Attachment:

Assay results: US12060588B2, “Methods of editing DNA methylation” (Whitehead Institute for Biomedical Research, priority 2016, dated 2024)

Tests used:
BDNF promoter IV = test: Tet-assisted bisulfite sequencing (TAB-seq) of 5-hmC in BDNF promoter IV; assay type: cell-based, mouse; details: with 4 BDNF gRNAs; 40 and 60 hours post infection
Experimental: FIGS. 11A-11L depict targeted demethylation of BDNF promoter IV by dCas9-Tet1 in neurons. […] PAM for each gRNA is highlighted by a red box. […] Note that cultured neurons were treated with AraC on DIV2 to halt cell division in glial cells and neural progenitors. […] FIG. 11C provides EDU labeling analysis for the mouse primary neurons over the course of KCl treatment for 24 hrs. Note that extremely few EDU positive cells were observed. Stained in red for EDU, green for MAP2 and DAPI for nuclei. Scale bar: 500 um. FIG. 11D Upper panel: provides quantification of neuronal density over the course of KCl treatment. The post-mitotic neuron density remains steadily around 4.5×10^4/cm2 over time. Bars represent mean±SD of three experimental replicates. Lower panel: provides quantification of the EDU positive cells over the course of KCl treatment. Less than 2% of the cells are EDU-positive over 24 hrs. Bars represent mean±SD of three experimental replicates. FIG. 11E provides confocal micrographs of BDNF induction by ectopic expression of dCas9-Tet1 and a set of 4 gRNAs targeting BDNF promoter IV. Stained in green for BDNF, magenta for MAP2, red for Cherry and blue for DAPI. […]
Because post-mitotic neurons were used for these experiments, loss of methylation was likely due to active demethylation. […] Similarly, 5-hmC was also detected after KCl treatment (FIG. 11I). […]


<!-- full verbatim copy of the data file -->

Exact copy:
Assay results: US12060588B2, “Methods of editing DNA methylation” (Whitehead Institute for Biomedical Research, priority 2016, dated 2024)

Tests used:
BDNF promoter IV = test: Tet-assisted bisulfite sequencing (TAB-seq) of 5-hmC in BDNF promoter IV; assay type: cell-based, mouse; details: with 4 BDNF gRNAs; 40 and 60 hours post infection
Experimental: FIGS. 11A-11L depict targeted demethylation of BDNF promoter IV by dCas9-Tet1 in neurons. […] PAM for each gRNA is highlighted by a red box. […] Note that cultured neurons were treated with AraC on DIV2 to halt cell division in glial cells and neural progenitors. […] FIG. 11C provides EDU labeling analysis for the mouse primary neurons over the course of KCl treatment for 24 hrs. Note that extremely few EDU positive cells were observed. Stained in red for EDU, green for MAP2 and DAPI for nuclei. Scale bar: 500 um. FIG. 11D Upper panel: provides quantification of neuronal density over the course of KCl treatment. The post-mitotic neuron density remains steadily around 4.5×10^4/cm2 over time. Bars represent mean±SD of three experimental replicates. Lower panel: provides quantification of the EDU positive cells over the course of KCl treatment. Less than 2% of the cells are EDU-positive over 24 hrs. Bars represent mean±SD of three experimental replicates. FIG. 11E provides confocal micrographs of BDNF induction by ectopic expression of dCas9-Tet1 and a set of 4 gRNAs targeting BDNF promoter IV. Stained in green for BDNF, magenta for MAP2, red for Cherry and blue for DAPI. […]
Because post-mitotic neurons were used for these experiments, loss of methylation was likely due to active demethylation. […] Similarly, 5-hmC was also detected after KCl treatment (FIG. 11I). […]